Uganda Railways Corporation has received 20 refurbished flatbed wagons, thanks to a Ugandan company, MOFR Engineering Solutions Ltd, with funding from the Central Corridor Transit Transport Facilitation Agency (CCTTFA).
The purpose of this initiative is to revitalize the Kampala-Dar-es-Salaam route and increase railway cargo transportation from 40,000 to 200,000 tons annually within two years. Currently, most cargo is transported by road, which is costly both for businesses and infrastructure maintenance.
Transporters and importers, while welcoming this development, have raised concerns about high railway tariffs compared to the Mombasa route. Stuart Mwesigwa, the Director of Business Management at Roofings, Uganda’s largest customer of Uganda Railways, has called for a reduction in tariffs.
Works and Transport Minister General Edward Katumba Wamala assured the private sector that as infrastructure and private sector usage of the railway system improve, costs will naturally decrease.
Furthermore, private sector representatives urged the Ugandan and Tanzanian governments to address challenges affecting trade, such as communication and the acquisition of work permits.
The government is also planning to increase water transport capacity between Mwanza in Tanzania and Kampala and Jinja. This includes renovating MV Kaawa and retrieving MV Kabalega, which sank in 2005.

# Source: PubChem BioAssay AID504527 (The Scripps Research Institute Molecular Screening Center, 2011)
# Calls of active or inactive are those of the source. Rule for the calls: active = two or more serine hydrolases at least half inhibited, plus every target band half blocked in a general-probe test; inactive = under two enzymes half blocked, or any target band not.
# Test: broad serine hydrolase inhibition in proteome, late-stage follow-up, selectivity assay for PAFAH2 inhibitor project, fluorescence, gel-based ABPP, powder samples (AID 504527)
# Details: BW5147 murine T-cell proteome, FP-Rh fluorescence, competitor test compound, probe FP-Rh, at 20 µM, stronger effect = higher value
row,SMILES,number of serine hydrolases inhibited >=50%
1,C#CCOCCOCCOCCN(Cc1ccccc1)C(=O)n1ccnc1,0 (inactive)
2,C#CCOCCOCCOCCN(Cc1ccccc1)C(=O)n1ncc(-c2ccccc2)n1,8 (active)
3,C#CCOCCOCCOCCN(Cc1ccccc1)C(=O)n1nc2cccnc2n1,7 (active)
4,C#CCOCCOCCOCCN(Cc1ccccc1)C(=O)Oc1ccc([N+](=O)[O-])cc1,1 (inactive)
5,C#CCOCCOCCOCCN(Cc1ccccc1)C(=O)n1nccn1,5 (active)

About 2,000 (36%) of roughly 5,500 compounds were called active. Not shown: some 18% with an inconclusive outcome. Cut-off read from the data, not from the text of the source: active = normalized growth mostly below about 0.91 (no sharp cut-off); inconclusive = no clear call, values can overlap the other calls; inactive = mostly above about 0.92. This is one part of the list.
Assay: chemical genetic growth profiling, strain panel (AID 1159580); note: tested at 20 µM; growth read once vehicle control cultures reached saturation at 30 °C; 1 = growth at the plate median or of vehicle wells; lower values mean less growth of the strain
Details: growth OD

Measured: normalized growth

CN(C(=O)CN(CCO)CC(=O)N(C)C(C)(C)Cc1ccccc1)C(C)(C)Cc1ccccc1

Flory Okonge Okandju, the Executive Secretary of CCTTFA, emphasized the need for Uganda to accelerate its infrastructure development along the central corridor to prevent cargo congestion in ports.
Minister Wamala acknowledged the need for infrastructure improvements to prevent congestion at ports and called on the private sector to make more use of the railway network, which is currently underutilized.
Ugandan officials requested further financial assistance from CCTTFA for the rehabilitation of more railway equipment.
Sarah Nambasa, the Corporation Secretary of URC, emphasized that the newly refurbished wagons will enhance cargo movement options for Uganda and mentioned ongoing efforts to support increased cargo transportation by train, including converting the Kampala Goods Shed into an inland depot.